Steelers Great: I Have Brain Injury
Steelers Great: I Have Brain Injury
Mar. 10, 1999
PITTSBURGH (AP) _ Former Pittsburgh Steelers center Mike Webster said Wednesday that a brain injury suffered during 17 years of professional football explained the bizarre recent charge that he passed a forged Ritalin prescription.
``I didn't know how severe the damage was until November of last year,'' said Webster, who read from a prepared statement and did not take questions during a news conference at a Pittsburgh hotel. ``I would never intentionally let any of you down or cause you any pain.''
Webster, a member of four Super Bowl champion teams, looked fit but vulnerable in a tie and sports jacket and dabbed at tears as he apologized to family, friends, fans and former teammates for any embarrassment caused by the Ritalin charge. It was filed last month in Beaver County, near his Monaca home just west of Pittsburgh.
Webster, who was inducted into the Pro Football Hall of Fame in 1997, had refused help for recurring financial and health problems since retiring from the NFL in 1990. He was homeless for a time in the early 1990s.
Webster, so tough he insisted on short-sleeved jerseys even during the bitter cold of winter games in Pittsburgh, said pride and arrogance prevented him from recognizing the symptoms of his brain injury. He said he now welcomed assistance.
He showed off his four Super Bowl rings and his Hall of Fame ring, joking that they would be for sale soon. Then he said he wanted to dispel rumors that he had sold the rings to get out of financial trouble.
Webster was accompanied by former Steelers teammates Mel Blount, Rocky Bleier and Randy Grossman, as well as lawyers and doctors.
``The repeated head trauma has caused damage to my brain and thought processes,'' said Webster, known as Iron Mike during his career for his ability to absorb punishment and still play 10 years without missing a game.
``I do promise you this _ no matter what happens, I will answer the charges, I will pay my debt to society, whatever it is claimed to be,'' Webster said.
Dr. James Vodvarka of Trinity East and West Hospital in Steubenville, Ohio, said Webster has a medical condition that required the use of Ritalin. Neither Webster's doctors nor his lawyers would explain why Webster sought the drug with prescriptions that were allegedly forged.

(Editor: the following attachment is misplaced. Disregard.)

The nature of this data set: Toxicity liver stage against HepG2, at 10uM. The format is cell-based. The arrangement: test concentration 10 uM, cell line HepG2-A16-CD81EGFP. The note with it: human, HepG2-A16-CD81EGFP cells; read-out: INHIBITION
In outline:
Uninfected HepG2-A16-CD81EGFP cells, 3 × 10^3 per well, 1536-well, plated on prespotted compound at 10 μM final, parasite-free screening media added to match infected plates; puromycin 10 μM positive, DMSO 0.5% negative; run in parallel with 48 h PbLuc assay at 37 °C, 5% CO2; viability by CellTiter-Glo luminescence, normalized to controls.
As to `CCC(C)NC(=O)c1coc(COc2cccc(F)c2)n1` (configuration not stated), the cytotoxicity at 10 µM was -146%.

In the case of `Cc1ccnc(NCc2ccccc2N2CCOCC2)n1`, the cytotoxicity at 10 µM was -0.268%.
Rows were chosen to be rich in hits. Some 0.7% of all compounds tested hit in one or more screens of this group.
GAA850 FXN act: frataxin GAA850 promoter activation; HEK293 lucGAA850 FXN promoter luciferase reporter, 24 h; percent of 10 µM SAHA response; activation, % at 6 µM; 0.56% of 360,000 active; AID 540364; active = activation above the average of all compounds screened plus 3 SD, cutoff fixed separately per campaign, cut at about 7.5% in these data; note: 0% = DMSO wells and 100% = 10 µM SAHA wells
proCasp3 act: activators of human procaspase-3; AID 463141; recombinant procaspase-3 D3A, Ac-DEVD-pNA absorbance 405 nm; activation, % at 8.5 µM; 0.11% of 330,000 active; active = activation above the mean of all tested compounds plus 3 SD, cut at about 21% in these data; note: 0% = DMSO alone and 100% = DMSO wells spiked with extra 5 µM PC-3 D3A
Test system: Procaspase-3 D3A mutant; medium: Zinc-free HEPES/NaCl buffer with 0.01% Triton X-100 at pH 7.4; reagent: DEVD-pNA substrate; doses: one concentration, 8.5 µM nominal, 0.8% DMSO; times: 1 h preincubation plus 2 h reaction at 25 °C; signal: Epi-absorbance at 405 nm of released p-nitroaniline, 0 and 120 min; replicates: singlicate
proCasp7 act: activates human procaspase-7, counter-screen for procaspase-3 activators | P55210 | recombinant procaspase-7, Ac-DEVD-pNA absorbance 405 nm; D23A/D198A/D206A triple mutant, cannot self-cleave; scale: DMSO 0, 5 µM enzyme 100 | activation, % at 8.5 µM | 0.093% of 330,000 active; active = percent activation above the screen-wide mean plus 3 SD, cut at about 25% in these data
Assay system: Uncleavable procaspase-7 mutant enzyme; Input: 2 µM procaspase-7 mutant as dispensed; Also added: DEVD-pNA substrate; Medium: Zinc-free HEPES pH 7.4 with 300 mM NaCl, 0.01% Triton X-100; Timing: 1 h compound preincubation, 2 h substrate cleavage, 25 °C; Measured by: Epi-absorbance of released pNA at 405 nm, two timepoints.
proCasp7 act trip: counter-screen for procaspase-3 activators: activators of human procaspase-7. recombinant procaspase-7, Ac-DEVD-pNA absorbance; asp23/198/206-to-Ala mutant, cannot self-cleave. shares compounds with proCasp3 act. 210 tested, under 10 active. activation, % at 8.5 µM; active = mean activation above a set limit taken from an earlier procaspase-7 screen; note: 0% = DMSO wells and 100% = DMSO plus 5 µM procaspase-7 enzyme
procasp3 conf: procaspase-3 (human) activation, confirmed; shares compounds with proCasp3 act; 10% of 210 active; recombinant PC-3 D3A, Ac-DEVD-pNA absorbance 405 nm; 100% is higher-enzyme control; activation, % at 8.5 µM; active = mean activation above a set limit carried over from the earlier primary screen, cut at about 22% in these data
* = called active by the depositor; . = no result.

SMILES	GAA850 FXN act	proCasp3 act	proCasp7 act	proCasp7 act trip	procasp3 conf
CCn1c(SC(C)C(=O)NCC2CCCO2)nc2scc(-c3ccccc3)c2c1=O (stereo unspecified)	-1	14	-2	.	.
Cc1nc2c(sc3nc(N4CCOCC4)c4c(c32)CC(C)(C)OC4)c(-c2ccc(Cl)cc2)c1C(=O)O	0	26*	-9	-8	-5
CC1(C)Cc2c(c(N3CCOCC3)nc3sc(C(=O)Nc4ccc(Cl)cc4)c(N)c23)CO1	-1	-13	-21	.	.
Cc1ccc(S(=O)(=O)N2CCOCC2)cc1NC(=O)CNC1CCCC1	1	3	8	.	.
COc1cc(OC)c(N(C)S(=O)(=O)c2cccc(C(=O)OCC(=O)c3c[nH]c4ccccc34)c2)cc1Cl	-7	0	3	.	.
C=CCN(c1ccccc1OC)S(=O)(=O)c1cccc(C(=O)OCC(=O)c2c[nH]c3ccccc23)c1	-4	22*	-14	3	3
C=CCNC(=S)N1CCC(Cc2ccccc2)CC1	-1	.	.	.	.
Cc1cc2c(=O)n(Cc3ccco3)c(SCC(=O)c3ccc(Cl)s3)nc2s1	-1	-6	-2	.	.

Vodvarka declined to name Webster's condition but said it was a cognitive dysfunction brought on by repeated blows to the head during the center's long career. He said he is treating other professional football players from Webster's era who seem to be suffering from the same affliction. He declined to name them.
Vodvarka and another of Webster's doctors, Dr. Fred Krieg of Parkersburg and Wheeling in West Virginia, said that the injury interferes with Webster's judgment, memory and attention span.
Vodvarka said Webster would get progressively worse, possibly experiencing a type of dementia as time passes. He wouldn't say how soon that might happen, but said it could happen quickly.
``I can pretty well assume it's going to progress in a rapid manner,'' Vodvarka said.
Bleier said Webster probably played some days when he shouldn't have, but said other players did too. He emphasized that Webster didn't blame football or the Steelers for his injury.
``When you're there, you want to play and there's that iron man mentality. You don't want to sit on the bench. You want to strap it on and play. Ultimately, that takes its toll,'' Bleier said.
Blount said Steelers from the Super Bowl teams in the 1970s always thought of themselves as a family as much as a team, and were anxious to help Webster, a man most looked to as their anchor during difficult contests.
``We've got to make sure he gets the best medical treatment he can get, but at the same time, show that his teammates support him. We love him and want to reach out and help him,'' Blount said.